Latitude: 
24° 17' South
Longitude: 
152° 28'
Conditions: 
At sea sailing under five sails. Wind: light airs, Sea State 1.
Situation at 20:00-

The night watches provided an opportunity for the Youth Crew to take part in team building and lateral thinking exercises. Throughout the night the Ship had to fight head winds to make ground
to the North, only to have the wind back into our face again as we altered to round the top of Fraser Island. As the afternoon wore on,
the wind eased completely and right now the sea is flat calm and we are drifting slowly at the mercy of the tide. We sighted both Lady Elliot and Musgrove Islands and then altered South into Hervey Bay. Today we have sighted both Whales and Dolphins as well as several different types of sea birds.


The Youth Crew had a relatively quiet day today. A new feature of the morning brief was a description by Dr. Susan Buzer of what Matthew Flinders and his Ship's Company were actually doing 200 years ago today. Dr. Sue is a Flinders educator from the University of Queensland and has joined YOUNG ENDEAVOUR for this voyage. After
morning brief and happy hour were out of the way, Captain John explained the theory of sailing and how sails work. After lunch XO Paul led the first episode of rope races, followed by an exercise
designed to emphaise the importance of communication. Most of the Youth Crew were aloft to watch a supurb sunset, as well as another
Pod of Whales. Overall it has been a terrific day. Happy Birthday Vicki.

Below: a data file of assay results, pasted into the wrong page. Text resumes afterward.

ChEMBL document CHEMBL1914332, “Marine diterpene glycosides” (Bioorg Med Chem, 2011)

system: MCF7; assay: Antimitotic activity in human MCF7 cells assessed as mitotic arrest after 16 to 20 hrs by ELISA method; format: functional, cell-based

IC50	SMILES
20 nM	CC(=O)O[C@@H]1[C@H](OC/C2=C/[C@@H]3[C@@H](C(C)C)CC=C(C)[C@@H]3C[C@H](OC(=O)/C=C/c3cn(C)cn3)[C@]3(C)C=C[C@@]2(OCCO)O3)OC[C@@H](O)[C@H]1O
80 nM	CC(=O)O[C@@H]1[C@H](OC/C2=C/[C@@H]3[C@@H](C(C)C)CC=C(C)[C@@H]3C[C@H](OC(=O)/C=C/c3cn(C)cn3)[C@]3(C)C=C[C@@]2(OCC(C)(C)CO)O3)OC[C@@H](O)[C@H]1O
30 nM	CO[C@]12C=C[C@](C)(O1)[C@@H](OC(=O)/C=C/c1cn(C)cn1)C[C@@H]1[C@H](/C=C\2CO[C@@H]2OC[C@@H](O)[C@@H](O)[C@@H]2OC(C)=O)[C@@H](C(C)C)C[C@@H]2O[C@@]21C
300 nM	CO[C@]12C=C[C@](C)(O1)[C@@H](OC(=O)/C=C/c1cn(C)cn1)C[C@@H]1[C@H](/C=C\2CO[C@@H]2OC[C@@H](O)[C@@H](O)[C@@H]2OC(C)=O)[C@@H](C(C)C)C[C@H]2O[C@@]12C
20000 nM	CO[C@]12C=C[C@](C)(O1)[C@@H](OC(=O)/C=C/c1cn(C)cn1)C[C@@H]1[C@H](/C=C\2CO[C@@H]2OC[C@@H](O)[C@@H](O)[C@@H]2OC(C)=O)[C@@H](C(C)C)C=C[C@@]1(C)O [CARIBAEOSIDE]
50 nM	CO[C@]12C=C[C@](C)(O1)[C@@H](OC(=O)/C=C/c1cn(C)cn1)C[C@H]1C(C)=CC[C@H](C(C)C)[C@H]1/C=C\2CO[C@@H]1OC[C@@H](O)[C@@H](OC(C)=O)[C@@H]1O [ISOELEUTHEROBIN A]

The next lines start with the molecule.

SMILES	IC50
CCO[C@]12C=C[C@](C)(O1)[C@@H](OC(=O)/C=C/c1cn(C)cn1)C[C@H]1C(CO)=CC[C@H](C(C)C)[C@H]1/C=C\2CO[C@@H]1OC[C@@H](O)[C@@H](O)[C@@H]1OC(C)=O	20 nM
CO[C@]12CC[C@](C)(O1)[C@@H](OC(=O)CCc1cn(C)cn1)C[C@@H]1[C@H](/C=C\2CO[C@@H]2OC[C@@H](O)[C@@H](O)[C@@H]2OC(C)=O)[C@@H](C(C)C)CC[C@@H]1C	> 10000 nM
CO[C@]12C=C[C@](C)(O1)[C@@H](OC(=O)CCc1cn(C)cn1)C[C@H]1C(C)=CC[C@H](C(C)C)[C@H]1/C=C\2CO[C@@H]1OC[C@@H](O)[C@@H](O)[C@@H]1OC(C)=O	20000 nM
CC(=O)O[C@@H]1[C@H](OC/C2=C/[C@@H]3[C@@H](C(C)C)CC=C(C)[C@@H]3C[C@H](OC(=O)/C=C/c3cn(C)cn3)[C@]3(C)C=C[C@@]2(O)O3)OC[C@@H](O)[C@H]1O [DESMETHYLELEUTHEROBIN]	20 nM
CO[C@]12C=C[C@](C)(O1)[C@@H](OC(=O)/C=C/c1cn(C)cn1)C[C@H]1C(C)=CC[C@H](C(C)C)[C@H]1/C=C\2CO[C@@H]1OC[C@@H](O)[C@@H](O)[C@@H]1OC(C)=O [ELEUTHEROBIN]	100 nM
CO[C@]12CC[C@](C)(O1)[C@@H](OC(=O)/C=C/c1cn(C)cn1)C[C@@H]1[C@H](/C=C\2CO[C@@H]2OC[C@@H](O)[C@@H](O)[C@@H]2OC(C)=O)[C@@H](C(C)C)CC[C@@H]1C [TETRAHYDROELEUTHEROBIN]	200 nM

YOUNG ENDEAVOUR fact file: The Ship is fitted with two, solid brass saluting Cannons used on ceremonial occasions to pay respects to visiting dignitaries, start Yachting races and, best of all, scare other tall ships when we see them.


Thought of the day: He who has a why to live can bear with almost any how. Frederick Nietzsche


Yours, Aye


John Cowan
Ahoy, Dr Sue here,
We really are experiencing history this voyage, we are at the same place and time that Matthew Flinders passed here exactly 200 years
ago with the Investgator. We are even experiencing the same frrustrating wind conditions that he mentioned in his log.

An interesting thing we have noticed reading Flinder's writings is that even though he knew that there were whales all about here (he
mentions several times that whaling ships were known to be in the area, and even spotted a couple) Flinder's never mentions that he
actually saw whales. I guess that they simply weren't such an unusual spectacle to his people.


Watching the Youth Crew climbing aloft, listening to them gathered on the midships deck talking, resting between their watches, I get the
feeling that a part of life on sailing voyages hasn't changed that much in 200 years. After all, most of Flinder's crew were very much
like ours, young, adventurous and reaching out for something a little different in their lives, eager to learn.

As I sign off, I can here the watch chanting as they furl one of the sails, as the ship slips quietly along under the full moon, along the
path of the Investigator and its people. Its a little bit eerie....

Dr Sue Buzer